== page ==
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Unraveling the drivers of regional variation in healthcare spending by analyzing prevalent chronic diseases

Authors:

Eline Frouke De Vries ,

Tilburg University; National Institute of Public Health and the Environment, NL
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Richard Heijink,

Dutch Healthcare Authority, NL
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Jeroen N Struijs,

National Institute of Public Health and the Environment; Leiden University Medical Center, NL
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Caroline A Baan

Tilburg University; National Institute of Public Health and the Environment, NL
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Abstract

Background: Population Health Management PHM is increasingly seen as a response to the sustainability problems healthcare systems are currently facing. Increasingly reduction of low-value care and inefficiencies are seen promising strategies within PHM. To indicate inefficiencies in health systems, previous studies examined regional variation in healthcare spending by analyzing a heterogeneous population. However, there is population heterogeneity that clouds a detailed interpretation which could be used to inform the interventions which may be directed at subpopulations in PHM. Therefore, we aimed to gain insight into the drivers of regional variation in healthcare spending by studying prevalent chronic diseases.

Methods: We used 2012 secondary health survey data, linked with claims data, healthcare supply data and demographics at the individual level for 18 Dutch PHM regions. We studied patients with diabetes n=10,767 and depression n=3,735, in addition to the general population n=44,694. For all samples, we estimated the cross-sectional relationship between spending, supply and demand variables and region effects using generalized linear mixed models.

Results: Regions with above below average spending for the general population mostly showed above below average spending for diabetes and depression as well. Less than 1% of the a-priori variation was attributed to the regional level. For all samples, we found that demand variables explained 62-63% of the total variance. Self-reported health status was the most prominent predictor 28% of healthcare spending. Supply variables added nearly 0% but significantly to explaining regional variation in spending in the general population and depression. Demand variables explained nearly 100% of regional variation in spending for depression and 88% for diabetes, leaving 12% of the regional variation left unexplained indicating differences between regions due to inefficiencies.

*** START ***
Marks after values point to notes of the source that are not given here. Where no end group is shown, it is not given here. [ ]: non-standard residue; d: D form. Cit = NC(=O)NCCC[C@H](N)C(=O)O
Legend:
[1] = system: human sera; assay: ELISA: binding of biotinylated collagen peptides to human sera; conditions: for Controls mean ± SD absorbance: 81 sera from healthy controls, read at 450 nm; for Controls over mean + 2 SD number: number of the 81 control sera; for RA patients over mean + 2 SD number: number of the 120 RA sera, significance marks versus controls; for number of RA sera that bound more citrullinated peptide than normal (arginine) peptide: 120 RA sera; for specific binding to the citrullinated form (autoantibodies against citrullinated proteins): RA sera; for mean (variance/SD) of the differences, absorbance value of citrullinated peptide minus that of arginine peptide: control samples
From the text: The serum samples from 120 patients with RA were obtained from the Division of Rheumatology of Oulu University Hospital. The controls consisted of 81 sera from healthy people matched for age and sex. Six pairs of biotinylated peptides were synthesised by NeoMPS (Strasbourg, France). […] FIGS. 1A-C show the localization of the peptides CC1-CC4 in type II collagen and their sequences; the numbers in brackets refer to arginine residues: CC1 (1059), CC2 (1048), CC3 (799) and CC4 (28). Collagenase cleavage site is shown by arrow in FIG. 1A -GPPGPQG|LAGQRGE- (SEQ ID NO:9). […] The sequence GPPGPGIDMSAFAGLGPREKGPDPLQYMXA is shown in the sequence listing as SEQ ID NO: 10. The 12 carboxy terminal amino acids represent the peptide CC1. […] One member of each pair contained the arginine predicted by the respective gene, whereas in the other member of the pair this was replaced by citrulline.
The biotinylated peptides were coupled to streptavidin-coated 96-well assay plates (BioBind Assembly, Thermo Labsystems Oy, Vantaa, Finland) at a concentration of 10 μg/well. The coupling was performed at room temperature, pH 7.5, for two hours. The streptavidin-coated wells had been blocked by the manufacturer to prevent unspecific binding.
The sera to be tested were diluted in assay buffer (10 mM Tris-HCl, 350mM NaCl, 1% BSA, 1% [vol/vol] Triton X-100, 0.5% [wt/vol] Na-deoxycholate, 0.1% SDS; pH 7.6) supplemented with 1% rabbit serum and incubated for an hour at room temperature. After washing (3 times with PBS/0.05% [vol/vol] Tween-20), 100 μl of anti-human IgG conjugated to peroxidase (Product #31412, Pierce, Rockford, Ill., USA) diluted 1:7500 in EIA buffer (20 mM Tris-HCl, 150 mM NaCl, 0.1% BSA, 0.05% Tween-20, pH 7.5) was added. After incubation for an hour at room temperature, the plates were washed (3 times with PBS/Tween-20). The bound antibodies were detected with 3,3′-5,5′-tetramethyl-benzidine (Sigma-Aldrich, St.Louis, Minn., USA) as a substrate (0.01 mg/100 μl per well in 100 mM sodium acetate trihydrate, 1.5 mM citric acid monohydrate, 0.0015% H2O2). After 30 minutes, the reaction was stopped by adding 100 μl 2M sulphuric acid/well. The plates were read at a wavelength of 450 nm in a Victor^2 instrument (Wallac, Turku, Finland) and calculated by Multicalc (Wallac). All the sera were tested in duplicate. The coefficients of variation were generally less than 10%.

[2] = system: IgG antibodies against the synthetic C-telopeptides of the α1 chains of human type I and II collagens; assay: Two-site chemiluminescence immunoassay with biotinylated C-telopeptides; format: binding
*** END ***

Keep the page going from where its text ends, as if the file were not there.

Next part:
Conclusions: The extent to which regional variation in healthcare spending can be considered as inefficiency may differ between regions and disease-groups. Therefore, studying chronic diseases, in addition to the traditional approach where the general population is studied, provides more detailed insight into the causes of regional variation in healthcare spending. Future policies on which interventions could be targeted can benefit on these insights. 

How to Cite: Frouke De Vries E, Heijink R, Struijs JN, Baan CA. Unraveling the drivers of regional variation in healthcare spending by analyzing prevalent chronic diseases. International Journal of Integrated Care. 2018;18(s2):320. DOI: http://doi.org/10.5334/ijic.s2320
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Published on 23 Oct 2018.

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